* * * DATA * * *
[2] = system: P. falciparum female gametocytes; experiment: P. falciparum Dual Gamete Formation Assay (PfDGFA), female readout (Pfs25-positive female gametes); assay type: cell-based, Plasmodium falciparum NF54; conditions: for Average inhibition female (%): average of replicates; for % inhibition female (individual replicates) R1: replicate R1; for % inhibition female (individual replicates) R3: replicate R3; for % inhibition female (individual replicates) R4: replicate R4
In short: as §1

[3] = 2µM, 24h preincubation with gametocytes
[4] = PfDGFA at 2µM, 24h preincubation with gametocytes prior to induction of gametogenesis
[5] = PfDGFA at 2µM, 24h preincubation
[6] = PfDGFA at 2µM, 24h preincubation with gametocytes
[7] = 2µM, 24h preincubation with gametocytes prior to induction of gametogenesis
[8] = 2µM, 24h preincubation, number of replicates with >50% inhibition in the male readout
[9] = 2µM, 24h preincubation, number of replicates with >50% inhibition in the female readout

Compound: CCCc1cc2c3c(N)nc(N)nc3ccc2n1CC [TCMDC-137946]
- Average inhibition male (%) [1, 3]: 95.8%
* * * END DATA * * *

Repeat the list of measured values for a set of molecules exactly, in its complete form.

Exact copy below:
[2] = system: P. falciparum female gametocytes; experiment: P. falciparum Dual Gamete Formation Assay (PfDGFA), female readout (Pfs25-positive female gametes); assay type: cell-based, Plasmodium falciparum NF54; conditions: for Average inhibition female (%): average of replicates; for % inhibition female (individual replicates) R1: replicate R1; for % inhibition female (individual replicates) R3: replicate R3; for % inhibition female (individual replicates) R4: replicate R4
In short: as §1

[3] = 2µM, 24h preincubation with gametocytes
[4] = PfDGFA at 2µM, 24h preincubation with gametocytes prior to induction of gametogenesis
[5] = PfDGFA at 2µM, 24h preincubation
[6] = PfDGFA at 2µM, 24h preincubation with gametocytes
[7] = 2µM, 24h preincubation with gametocytes prior to induction of gametogenesis
[8] = 2µM, 24h preincubation, number of replicates with >50% inhibition in the male readout
[9] = 2µM, 24h preincubation, number of replicates with >50% inhibition in the female readout

Compound: CCCc1cc2c3c(N)nc(N)nc3ccc2n1CC [TCMDC-137946]
- Average inhibition male (%) [1, 3]: 95.8%